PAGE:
Lawyers for 37 members of the Boston College men’s and women’s swimming and diving team, whose season was indefinitely suspended in September after reports of alleged hazing, said Friday that they have dropped their lawsuit against university trustees and two members of the athletic department.
The decision came one day after Massachusetts Superior Court Judge Diane C. Freniere denied the athletes’ request for a preliminary injunction that would have allowed them to return to competition amid the university’s investigation into the case.
“We are disappointed with the decision as the goal of the swimmers was to practice and compete while the investigation proceeds,” the athletes said via a statement from law firm Nesenoff & Miltenberg. “Because that goal has not been achieved, the swimmers have decided to dismiss the lawsuit. We continue to hope that the school will consider lifting the suspension and alleviating the mental health strain it continues to have on the entire team.”
In her ruling, the judge wrote that the team suspension was not “arbitrary or capricious,” and she noted that upperclassmen repeatedly were warned that hazing was prohibited by team and athletic department rules, as well as state law.
“In 2023,” she wrote, “no college student could be unaware of the dire dangers of hazing.”
The judge noted events that led the university to take action: “Notably on September 3, 2023 Team members conducted a ‘Frosh’ event (an annual tradition on the team) with a series of organized and directed activities for freshmen members involving excessive drinking. Freshmen were instructed to engage in coordinated activities, various drinking games, and binge drinking. The freshmen were given bags to wear around their necks for vomit and a number of them did vomit. Other students passed out. Some older students on the Team instructed the freshmen what to do, while other older students were ‘taking care of’ the freshmen who were sick or otherwise overly intoxicated.”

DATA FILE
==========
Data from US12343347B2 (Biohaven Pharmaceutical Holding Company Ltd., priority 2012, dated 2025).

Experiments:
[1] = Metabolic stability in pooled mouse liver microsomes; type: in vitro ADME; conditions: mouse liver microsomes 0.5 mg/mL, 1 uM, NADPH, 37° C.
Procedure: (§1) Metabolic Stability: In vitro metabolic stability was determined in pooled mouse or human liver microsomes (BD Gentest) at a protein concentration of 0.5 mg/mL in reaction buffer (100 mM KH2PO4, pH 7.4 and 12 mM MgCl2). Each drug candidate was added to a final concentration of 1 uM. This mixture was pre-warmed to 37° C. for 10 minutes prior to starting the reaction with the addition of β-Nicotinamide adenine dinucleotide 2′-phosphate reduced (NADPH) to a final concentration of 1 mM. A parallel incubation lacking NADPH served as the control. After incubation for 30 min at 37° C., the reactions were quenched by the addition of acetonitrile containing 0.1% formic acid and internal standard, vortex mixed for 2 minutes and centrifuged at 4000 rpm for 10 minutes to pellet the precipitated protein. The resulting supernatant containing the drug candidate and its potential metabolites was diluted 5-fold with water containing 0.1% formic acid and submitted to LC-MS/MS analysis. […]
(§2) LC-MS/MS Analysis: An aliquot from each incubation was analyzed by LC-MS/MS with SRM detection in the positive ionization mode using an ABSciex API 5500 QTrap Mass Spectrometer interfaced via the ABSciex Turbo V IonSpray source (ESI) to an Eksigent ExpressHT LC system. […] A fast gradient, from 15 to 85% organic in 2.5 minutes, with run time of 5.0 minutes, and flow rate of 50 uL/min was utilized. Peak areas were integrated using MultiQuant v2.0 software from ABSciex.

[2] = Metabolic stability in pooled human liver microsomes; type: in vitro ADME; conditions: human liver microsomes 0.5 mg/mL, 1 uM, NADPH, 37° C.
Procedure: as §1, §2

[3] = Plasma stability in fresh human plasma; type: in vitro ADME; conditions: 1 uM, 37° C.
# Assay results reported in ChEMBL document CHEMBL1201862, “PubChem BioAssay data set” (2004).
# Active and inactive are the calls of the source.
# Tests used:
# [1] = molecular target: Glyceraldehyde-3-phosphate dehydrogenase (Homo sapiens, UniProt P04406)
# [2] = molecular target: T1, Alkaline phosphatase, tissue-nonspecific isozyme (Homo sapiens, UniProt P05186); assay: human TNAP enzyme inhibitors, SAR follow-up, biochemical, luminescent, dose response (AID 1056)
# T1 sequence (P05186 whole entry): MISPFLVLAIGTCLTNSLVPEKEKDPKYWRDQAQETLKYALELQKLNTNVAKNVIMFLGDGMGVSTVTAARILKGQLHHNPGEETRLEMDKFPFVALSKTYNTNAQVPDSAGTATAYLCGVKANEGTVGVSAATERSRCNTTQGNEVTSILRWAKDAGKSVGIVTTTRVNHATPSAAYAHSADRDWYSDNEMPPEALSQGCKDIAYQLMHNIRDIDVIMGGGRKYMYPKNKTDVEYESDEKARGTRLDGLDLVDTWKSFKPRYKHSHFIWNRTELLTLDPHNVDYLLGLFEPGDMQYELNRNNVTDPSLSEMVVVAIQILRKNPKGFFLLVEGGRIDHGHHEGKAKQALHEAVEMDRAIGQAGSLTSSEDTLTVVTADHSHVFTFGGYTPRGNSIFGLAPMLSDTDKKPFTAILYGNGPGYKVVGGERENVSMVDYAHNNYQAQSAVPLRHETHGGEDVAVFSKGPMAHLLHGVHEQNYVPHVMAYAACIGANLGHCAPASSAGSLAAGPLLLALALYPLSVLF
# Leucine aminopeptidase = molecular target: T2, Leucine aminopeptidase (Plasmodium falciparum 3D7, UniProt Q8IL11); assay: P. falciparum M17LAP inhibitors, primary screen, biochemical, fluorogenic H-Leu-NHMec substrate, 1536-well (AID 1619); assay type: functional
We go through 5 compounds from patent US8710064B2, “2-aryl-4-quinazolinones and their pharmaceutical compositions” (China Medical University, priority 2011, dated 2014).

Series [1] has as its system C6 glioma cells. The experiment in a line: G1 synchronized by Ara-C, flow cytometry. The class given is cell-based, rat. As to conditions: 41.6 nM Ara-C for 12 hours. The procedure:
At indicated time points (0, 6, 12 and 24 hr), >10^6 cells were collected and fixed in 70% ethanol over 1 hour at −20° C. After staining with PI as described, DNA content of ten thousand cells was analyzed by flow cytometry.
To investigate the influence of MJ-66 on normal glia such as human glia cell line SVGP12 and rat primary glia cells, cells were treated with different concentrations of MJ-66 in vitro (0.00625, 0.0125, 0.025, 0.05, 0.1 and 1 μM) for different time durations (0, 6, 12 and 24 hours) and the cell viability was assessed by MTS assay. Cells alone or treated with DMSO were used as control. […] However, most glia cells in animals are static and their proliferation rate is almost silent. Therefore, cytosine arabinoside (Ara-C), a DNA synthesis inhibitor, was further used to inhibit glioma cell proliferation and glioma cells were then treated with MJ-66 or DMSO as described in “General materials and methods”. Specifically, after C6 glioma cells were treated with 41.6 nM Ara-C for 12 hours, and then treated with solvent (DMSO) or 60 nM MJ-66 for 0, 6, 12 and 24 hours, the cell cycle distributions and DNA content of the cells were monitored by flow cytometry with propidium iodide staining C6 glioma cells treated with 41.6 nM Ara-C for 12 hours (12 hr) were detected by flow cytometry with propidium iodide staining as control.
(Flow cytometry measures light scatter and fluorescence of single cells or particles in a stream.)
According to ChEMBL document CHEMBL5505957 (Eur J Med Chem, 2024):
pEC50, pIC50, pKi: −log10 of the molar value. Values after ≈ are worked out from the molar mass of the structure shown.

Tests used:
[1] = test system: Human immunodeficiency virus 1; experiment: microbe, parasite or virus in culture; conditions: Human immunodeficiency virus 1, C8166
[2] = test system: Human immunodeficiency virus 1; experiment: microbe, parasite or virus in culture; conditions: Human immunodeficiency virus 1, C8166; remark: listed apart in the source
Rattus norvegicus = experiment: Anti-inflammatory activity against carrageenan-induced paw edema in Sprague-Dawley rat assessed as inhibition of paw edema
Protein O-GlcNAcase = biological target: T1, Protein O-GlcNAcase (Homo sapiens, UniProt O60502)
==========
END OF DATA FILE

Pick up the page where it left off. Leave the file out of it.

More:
In a statement Friday, Boston College said it was “pleased that the parents have made the appropriate decision to drop their lawsuit.”
“We hope that they will recognize the seriousness of these hazing allegations and join Boston College in its efforts to eradicate hazing from college sports,” the statement said.
The swimmers and divers filed their lawsuit Oct. 17, saying the university had imposed an unjustified “blanket suspension” and ended the entire team’s season before an investigation into the allegations was finished and before any findings were made. Among the allegations in the suit, the plaintiffs said the university violated its own code of conduct system and deprived athletes of the right to defend themselves. The suit named university trustees, athletic director Blake James and senior associate athletic director Reggie Terry as defendants.
The decision to drop the lawsuit also came two days after the judge had ruled that the athletes would not be permitted to continue to be identified anonymously in the case.